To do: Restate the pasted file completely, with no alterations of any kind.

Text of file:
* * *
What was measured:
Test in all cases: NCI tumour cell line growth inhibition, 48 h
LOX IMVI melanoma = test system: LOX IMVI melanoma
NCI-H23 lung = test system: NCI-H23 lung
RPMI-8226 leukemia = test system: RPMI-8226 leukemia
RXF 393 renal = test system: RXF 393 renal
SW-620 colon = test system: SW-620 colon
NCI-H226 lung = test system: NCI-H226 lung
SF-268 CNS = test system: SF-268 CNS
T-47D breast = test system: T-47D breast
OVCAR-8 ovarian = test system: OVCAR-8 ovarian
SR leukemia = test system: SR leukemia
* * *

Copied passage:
What was measured:
Test in all cases: NCI tumour cell line growth inhibition, 48 h
LOX IMVI melanoma = test system: LOX IMVI melanoma
NCI-H23 lung = test system: NCI-H23 lung
RPMI-8226 leukemia = test system: RPMI-8226 leukemia
RXF 393 renal = test system: RXF 393 renal
SW-620 colon = test system: SW-620 colon
NCI-H226 lung = test system: NCI-H226 lung
SF-268 CNS = test system: SF-268 CNS
T-47D breast = test system: T-47D breast
OVCAR-8 ovarian = test system: OVCAR-8 ovarian
SR leukemia = test system: SR leukemia